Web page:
Mary Keitany will run the 2018 London Marathon on April 22 with male pacers in hopes of not only defending her title from last year but also breaking Paula Radcliffe's world record of 2:15:25, which was set in 2003.
Last year, Keitany ran 2:17:01 to break Radcliffe's women's-only marathon world record. Keitany's half-marathon split was faster than Radcliffe's split from the 2003 world record. Keitany and Radcliffe own six of the 10 fastest times in history for the 26.2-mile distance.
“I know the record was set by Paula Radcliffe on this course in 2003 and that she is a very popular person in Great Britain but I really hope the London crowds get behind my challenge and can help drive me on to achieve something incredible,” Keitany said in a statement on Thursday.
Radcliffe was 29 years old when she won in 2003. Keitany has defied the longevity of modern marathoners by running well into her 30s. She turned 36 years old last week. This will be Keitany's sixth time running the London Marathon. She has previously won in 2011, 2012 and 2017.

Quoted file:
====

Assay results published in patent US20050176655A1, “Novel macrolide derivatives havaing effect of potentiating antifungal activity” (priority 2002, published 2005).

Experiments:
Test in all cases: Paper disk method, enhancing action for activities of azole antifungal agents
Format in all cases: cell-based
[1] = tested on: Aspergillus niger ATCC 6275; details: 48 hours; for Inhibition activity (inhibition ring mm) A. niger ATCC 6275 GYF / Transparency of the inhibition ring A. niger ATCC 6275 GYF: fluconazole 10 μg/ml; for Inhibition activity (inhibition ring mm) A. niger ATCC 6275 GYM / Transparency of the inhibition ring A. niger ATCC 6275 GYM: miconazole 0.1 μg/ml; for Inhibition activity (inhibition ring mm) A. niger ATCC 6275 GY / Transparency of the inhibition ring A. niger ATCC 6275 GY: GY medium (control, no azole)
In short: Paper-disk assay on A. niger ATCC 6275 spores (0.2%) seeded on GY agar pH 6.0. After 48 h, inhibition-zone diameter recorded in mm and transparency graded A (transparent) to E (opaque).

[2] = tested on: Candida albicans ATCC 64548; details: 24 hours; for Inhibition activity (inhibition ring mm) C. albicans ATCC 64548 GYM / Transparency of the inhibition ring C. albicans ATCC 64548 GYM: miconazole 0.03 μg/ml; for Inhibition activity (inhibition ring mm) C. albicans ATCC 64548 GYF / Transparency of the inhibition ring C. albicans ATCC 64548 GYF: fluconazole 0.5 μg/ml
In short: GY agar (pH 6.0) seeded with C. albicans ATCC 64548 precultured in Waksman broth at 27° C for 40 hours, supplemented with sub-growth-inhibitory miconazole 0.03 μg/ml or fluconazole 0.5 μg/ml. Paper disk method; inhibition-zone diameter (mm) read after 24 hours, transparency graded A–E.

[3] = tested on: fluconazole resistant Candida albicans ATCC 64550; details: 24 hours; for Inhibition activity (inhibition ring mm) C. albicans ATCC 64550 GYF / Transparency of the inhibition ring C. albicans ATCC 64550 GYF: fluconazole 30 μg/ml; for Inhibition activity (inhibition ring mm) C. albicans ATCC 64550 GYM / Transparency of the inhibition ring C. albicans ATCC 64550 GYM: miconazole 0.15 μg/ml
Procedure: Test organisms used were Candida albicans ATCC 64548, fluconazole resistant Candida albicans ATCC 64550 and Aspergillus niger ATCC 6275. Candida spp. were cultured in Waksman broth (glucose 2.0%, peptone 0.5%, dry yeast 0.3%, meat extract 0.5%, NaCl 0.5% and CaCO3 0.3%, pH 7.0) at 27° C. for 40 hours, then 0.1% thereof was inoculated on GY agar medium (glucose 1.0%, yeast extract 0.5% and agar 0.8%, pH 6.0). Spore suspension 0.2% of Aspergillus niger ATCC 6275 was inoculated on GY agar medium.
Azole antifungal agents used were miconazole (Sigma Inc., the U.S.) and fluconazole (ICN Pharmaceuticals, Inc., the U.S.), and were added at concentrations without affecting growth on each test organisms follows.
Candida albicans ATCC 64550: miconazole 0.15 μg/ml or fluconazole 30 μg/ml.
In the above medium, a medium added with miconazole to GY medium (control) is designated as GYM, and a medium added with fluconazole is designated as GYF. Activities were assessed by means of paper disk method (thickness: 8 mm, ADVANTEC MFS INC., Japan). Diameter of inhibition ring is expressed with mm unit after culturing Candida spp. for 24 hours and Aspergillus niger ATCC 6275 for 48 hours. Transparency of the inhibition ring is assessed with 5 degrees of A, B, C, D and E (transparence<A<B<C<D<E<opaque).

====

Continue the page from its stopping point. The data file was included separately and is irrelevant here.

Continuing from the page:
Watch the end of Radcliffe's 2003 world record run below:
Last October, Radcliffe spoke to SI.com about her 2:15:25 world record and why it has stood for so long.
"The depth of women’s marathoning is moving forward at the same time. It’s difficult because you have that mythical barrier of two hours in the men’s race," Radcliffe said. "They’re approaching it and we’re all getting caught up in the story and mythology of it. 2:15 doesn’t sound as good for women. But if you relate the two performances, it’s absolutely as good. I think everybody gets caught up in it and it’s very hard to beat that. Mary’s been very focused on running her races, running the times and getting the victories. What we want to see if more races with women running together to push each other forward."
Although having been considered the heavy favorite for last year's New York City Marathon, Keitany faltered in the last few miles before finishing second to Shalane Flanagan, who became the first American woman to win the race in 40 years.
The 2018 London Marathon women's elite field was revealed in its entirety on Thursday. It includes three-time Olympic gold medalist and 2017 runner-up Tirunesh Dibaba of Ethiopia as well as 2017 World Championship marathon gold medalist Rose Chelimo of Kenya.
The United States will be represented by elites Stephanie Bruce, Allie Kieffer, Becky Wade, Alia Gray and Liz Costello.